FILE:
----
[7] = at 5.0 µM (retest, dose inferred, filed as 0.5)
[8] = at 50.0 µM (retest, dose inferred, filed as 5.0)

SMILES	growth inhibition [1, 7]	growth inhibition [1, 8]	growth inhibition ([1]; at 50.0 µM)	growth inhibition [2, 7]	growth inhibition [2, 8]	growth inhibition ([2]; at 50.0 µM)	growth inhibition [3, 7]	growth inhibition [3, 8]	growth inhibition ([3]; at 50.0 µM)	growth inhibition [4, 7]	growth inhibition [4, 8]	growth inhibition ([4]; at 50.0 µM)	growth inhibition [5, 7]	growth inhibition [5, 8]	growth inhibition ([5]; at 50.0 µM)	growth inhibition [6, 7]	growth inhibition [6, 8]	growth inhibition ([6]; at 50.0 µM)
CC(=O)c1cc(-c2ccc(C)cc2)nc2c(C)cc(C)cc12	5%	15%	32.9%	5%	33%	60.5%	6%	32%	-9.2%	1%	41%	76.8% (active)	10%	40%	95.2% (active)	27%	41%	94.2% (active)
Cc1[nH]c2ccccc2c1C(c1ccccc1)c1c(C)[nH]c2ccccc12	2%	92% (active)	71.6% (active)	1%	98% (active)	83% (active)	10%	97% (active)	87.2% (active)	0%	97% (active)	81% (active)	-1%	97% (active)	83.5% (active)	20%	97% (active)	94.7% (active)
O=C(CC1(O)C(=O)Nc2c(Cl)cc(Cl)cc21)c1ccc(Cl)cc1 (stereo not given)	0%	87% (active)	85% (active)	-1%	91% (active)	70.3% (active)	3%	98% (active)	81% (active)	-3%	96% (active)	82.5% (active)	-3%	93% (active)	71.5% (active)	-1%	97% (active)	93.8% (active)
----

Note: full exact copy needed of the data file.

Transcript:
[7] = at 5.0 µM (retest, dose inferred, filed as 0.5)
[8] = at 50.0 µM (retest, dose inferred, filed as 5.0)

SMILES	growth inhibition [1, 7]	growth inhibition [1, 8]	growth inhibition ([1]; at 50.0 µM)	growth inhibition [2, 7]	growth inhibition [2, 8]	growth inhibition ([2]; at 50.0 µM)	growth inhibition [3, 7]	growth inhibition [3, 8]	growth inhibition ([3]; at 50.0 µM)	growth inhibition [4, 7]	growth inhibition [4, 8]	growth inhibition ([4]; at 50.0 µM)	growth inhibition [5, 7]	growth inhibition [5, 8]	growth inhibition ([5]; at 50.0 µM)	growth inhibition [6, 7]	growth inhibition [6, 8]	growth inhibition ([6]; at 50.0 µM)
CC(=O)c1cc(-c2ccc(C)cc2)nc2c(C)cc(C)cc12	5%	15%	32.9%	5%	33%	60.5%	6%	32%	-9.2%	1%	41%	76.8% (active)	10%	40%	95.2% (active)	27%	41%	94.2% (active)
Cc1[nH]c2ccccc2c1C(c1ccccc1)c1c(C)[nH]c2ccccc12	2%	92% (active)	71.6% (active)	1%	98% (active)	83% (active)	10%	97% (active)	87.2% (active)	0%	97% (active)	81% (active)	-1%	97% (active)	83.5% (active)	20%	97% (active)	94.7% (active)
O=C(CC1(O)C(=O)Nc2c(Cl)cc(Cl)cc21)c1ccc(Cl)cc1 (stereo not given)	0%	87% (active)	85% (active)	-1%	91% (active)	70.3% (active)	3%	98% (active)	81% (active)	-3%	96% (active)	82.5% (active)	-3%	93% (active)	71.5% (active)	-1%	97% (active)	93.8% (active)